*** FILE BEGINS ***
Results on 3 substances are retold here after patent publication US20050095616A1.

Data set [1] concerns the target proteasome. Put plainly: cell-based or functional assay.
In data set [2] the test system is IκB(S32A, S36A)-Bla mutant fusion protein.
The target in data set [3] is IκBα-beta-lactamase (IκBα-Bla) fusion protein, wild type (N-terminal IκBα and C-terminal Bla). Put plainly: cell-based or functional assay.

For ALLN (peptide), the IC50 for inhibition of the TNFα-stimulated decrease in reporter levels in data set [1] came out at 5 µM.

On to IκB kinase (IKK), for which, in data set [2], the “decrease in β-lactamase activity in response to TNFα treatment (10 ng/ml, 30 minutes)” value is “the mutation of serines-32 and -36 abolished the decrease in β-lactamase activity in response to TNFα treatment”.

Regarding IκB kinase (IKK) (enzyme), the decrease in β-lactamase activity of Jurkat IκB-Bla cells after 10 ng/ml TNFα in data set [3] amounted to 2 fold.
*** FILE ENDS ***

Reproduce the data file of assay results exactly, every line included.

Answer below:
Results on 3 substances are retold here after patent publication US20050095616A1.

Data set [1] concerns the target proteasome. Put plainly: cell-based or functional assay.
In data set [2] the test system is IκB(S32A, S36A)-Bla mutant fusion protein.
The target in data set [3] is IκBα-beta-lactamase (IκBα-Bla) fusion protein, wild type (N-terminal IκBα and C-terminal Bla). Put plainly: cell-based or functional assay.

For ALLN (peptide), the IC50 for inhibition of the TNFα-stimulated decrease in reporter levels in data set [1] came out at 5 µM.

On to IκB kinase (IKK), for which, in data set [2], the “decrease in β-lactamase activity in response to TNFα treatment (10 ng/ml, 30 minutes)” value is “the mutation of serines-32 and -36 abolished the decrease in β-lactamase activity in response to TNFα treatment”.

Regarding IκB kinase (IKK) (enzyme), the decrease in β-lactamase activity of Jurkat IκB-Bla cells after 10 ng/ml TNFα in data set [3] amounted to 2 fold.